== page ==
Google is paving the way to serve you ads based directly on your browsing history, instead of cookies.
It’s hard to remember life before Google, when the closest thing to it was your local librarian. Soon the search engine will be offering AI-based summaries in its search results.
A new law in Canada attempts to force big tech to pay for the news stories on its sites. But big tech isn’t playing ball, which is a huge problem for journalism.
From open letters to congressional testimony, some AI leaders have stoked fears that the technology is a direct threat to humanity. The reality is less dramatic but perhaps more insidious.
A series of crises in the Canadian media sector will become a crucial test for what the country’s media landscape could and should look like in the 21st century.
Australia’s law to force tech giants like Meta and Google to pay media organizations has not always meant better outcomes for journalism. Will the same happen in Canada?
A competition is heating up between the two tech giants over AI.
Antitrust suits against Google for its advertising practices center on the technology for buying and selling online ads. A computer scientist explains how these ad networks work.
There’s really no such thing as one global internet – it all depends on your perspective. But the internet is poised to fracturing even more.
I study artificial general intelligence, and I believe the ongoing fearmongering is at least partially attributable to large AI developers’ financial interests.
Figuring out how to regulate AI is a difficult challenge, and that’s even before tackling the problem of the small number of big companies that control the technology.
Generative AIs may make up information they serve you, meaning they may potentially spread science misinformation. Here’s how to check the accuracy of what you read in an AI-enhanced media landscape.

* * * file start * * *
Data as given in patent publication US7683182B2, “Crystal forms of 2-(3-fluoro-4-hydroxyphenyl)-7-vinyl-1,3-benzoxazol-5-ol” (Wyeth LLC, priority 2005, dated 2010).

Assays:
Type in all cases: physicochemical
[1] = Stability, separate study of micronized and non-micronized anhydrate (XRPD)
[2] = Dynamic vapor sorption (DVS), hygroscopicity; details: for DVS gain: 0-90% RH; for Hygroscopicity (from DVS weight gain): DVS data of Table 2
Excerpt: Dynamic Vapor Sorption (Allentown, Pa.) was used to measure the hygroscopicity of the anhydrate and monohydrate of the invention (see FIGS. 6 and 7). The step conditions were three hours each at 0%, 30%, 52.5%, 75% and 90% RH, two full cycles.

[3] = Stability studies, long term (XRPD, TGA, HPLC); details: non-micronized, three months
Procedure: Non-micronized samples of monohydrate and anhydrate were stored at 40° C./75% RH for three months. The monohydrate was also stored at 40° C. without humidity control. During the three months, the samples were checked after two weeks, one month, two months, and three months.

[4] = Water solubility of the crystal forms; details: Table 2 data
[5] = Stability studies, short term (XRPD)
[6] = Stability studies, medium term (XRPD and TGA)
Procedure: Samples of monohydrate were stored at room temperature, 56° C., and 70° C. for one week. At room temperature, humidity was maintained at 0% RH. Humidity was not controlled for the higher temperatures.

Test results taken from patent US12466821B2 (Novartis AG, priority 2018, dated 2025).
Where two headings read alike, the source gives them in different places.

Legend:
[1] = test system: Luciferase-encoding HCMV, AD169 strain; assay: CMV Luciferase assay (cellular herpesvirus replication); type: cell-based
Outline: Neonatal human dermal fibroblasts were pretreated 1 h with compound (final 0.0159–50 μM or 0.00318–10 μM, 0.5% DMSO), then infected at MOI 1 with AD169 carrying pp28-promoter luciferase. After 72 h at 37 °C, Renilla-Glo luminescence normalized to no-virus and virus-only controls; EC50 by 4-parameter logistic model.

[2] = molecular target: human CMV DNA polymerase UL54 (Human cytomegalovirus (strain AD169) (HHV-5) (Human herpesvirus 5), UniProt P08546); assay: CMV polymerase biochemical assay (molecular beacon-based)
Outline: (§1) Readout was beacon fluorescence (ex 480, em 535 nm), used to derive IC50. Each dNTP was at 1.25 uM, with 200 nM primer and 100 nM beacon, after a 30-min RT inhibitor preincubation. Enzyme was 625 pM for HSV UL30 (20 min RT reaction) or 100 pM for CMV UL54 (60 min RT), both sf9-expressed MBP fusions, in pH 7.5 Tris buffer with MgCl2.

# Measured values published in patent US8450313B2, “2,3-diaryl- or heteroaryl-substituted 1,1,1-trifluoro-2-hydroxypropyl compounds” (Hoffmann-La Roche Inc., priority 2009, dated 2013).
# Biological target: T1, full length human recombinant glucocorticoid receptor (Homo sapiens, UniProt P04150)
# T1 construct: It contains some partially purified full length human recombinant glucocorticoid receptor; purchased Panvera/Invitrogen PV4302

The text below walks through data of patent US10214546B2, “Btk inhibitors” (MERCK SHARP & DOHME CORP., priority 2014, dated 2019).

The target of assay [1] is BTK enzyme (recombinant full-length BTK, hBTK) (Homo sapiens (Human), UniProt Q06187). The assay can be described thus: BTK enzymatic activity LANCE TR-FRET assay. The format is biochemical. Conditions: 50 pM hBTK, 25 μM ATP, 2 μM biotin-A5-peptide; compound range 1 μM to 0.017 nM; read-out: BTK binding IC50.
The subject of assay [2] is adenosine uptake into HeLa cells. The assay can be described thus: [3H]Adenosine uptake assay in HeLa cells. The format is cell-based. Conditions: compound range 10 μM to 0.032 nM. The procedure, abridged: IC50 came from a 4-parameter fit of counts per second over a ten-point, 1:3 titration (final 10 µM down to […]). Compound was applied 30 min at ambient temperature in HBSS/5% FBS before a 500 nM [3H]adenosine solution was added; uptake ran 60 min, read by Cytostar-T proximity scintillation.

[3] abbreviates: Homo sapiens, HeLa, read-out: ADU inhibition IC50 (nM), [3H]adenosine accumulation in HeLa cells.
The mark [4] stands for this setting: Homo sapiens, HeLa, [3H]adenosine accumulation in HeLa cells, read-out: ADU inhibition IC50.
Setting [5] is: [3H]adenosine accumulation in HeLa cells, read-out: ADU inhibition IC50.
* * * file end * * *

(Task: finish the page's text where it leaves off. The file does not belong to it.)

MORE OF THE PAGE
Generative AI can seem like magic, which makes it both enticing and frightening. Scholars are helping society come to grips with the potential benefits and harms.
Passwords are both annoying to use and vulnerable to hackers. Google is moving to support stronger, easier-to-use passkeys (and other tech companies are close behind).
Pausing AI development will give our governments and culture time to catch up with and steer the rush of new technology.
The new tools are expected to free up space for workers by helping out with tedious and repetitive task. Here’s how it will work.
If people rely on ChatGPT or Google for complex medical questions, they could come unstuck.
Searching the web with ChatGPT is like talking to an expert – if you’re OK getting a mix of fact and fiction. But even if it were error-free, searching this way comes with hidden costs.
Our tendency to view machines as people and become attached to them points to real risks of psychological entanglement with AI technology.
The Online News Act could result in the formation of new agreements between news organizations and digital platform giants, which could give rise to a number of worrying developments.